Monday, April 20, 2009

Gidden's on expert knowledge

Gidden's theory outlines how modernity sets us up for a perpetual march towards progress. One of the reasons that it is "perpetual" or unending is because modernity has allowed us to stretch time and distance in new, almost limitless ways. This time and space distanciation has resulted in the break up of tight-knit primary groups, a changing nature of friendship/relationships, and the division of spaces into nation-states or organizational territories among other effects...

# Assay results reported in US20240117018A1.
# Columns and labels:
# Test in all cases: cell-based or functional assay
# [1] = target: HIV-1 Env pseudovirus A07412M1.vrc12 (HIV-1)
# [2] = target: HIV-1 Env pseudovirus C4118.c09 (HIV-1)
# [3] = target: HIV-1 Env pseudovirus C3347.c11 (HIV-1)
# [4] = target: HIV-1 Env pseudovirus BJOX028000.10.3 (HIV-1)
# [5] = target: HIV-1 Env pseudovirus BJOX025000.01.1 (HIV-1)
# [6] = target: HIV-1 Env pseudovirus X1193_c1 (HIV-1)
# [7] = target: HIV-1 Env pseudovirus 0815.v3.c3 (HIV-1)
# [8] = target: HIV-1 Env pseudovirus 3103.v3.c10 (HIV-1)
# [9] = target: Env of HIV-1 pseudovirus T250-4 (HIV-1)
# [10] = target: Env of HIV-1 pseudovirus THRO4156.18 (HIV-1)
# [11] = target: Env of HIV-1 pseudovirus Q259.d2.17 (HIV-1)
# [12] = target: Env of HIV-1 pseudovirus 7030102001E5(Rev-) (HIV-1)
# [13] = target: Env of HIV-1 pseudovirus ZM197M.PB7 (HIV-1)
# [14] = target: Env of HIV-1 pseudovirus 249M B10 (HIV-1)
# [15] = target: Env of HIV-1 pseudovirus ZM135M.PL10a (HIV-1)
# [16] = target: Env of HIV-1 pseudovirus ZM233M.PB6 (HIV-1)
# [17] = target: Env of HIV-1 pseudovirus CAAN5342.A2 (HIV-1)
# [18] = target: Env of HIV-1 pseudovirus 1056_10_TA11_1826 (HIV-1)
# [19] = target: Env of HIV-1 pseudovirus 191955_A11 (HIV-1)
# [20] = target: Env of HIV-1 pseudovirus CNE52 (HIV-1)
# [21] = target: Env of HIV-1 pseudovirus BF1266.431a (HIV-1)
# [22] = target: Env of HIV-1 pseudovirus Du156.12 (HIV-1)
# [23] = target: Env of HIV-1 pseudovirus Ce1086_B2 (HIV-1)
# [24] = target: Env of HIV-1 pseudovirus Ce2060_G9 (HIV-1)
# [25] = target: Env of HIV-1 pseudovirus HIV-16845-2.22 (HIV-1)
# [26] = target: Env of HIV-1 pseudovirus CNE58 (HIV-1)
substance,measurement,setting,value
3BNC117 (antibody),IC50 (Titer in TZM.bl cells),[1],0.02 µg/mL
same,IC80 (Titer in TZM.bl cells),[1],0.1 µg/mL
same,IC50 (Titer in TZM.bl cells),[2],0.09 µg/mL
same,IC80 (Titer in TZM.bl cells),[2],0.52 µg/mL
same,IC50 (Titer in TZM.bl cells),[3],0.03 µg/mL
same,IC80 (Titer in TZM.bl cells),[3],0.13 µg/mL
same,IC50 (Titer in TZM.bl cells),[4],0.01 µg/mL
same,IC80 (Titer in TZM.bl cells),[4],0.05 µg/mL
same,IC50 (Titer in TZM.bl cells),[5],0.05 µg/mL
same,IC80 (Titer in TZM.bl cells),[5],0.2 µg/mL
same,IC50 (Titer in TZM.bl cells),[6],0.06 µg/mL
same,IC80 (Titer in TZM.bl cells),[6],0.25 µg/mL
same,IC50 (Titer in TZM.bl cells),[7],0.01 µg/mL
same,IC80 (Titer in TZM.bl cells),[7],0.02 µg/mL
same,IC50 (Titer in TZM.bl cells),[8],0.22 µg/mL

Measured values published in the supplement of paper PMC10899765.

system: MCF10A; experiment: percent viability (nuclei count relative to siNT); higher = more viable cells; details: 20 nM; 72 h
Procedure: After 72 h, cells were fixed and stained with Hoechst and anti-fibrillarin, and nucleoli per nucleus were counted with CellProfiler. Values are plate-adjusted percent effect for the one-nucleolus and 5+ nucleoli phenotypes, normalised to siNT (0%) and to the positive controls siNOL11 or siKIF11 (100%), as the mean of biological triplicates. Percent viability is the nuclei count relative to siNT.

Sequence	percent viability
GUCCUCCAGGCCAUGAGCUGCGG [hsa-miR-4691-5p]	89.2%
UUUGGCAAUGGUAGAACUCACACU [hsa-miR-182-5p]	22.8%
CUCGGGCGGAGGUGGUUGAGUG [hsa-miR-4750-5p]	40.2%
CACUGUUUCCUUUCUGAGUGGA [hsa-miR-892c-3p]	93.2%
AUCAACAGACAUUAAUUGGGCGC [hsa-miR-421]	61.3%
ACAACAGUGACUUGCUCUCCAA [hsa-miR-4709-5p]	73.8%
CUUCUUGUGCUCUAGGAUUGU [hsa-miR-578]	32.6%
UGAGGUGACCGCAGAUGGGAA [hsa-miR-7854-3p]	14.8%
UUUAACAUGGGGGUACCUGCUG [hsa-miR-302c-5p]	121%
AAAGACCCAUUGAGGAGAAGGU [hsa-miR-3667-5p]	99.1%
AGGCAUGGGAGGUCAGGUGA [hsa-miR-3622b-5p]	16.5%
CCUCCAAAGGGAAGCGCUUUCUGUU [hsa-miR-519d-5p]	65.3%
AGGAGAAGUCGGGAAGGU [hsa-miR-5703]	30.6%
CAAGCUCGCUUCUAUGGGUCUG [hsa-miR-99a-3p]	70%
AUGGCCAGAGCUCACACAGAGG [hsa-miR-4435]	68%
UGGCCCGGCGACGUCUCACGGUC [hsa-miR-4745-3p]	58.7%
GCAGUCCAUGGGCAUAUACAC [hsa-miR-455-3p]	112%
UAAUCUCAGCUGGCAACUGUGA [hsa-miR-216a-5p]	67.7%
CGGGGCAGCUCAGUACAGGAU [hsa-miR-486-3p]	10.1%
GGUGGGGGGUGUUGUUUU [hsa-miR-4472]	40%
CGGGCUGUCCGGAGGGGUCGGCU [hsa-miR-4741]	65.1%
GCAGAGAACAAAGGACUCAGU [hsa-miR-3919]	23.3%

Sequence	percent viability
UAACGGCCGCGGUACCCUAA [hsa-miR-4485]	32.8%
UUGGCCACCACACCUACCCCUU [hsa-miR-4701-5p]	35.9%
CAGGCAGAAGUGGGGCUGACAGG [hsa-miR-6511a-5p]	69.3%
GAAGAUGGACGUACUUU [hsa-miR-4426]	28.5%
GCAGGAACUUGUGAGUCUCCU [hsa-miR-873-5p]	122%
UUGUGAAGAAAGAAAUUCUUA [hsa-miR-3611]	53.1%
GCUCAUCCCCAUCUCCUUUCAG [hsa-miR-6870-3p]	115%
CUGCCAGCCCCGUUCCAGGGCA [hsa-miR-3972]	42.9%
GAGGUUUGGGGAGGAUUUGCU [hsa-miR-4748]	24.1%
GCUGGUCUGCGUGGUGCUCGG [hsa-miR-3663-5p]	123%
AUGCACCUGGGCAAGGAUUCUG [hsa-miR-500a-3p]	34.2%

Disembedding mechanisms are central to this process of time-space distanciation. I am particularly interested in the notion of expert systems and believe that it is relevant to the transformation of America's land grant colleges. In 1862, Morill Land Grant Act was signed. The intention of the policy was to encourage (through incentives) the collaboration of U.S. faculty with local farmers to improve sound economic practices and viability for small farming communities, and thus, to have these small communities contribute to the larger national economy. Wendell Berry writes about how the land grant colleges have evolved to the point that local knowledge and local savvy is no longer appreciated or even sought. Many Land grant colleges do not work in an egalitarian partnership with their local communities, and they often introduce methods/machinery/practices that are foreign to or even intimidating to small farmers and ranchers. If we use Gidden's framework, we can begin to see how the "modern" university links together the 4 institutions of globalization. Do you find this situation problematic or is this simply progress - with both its manifest and latent functions revealed?

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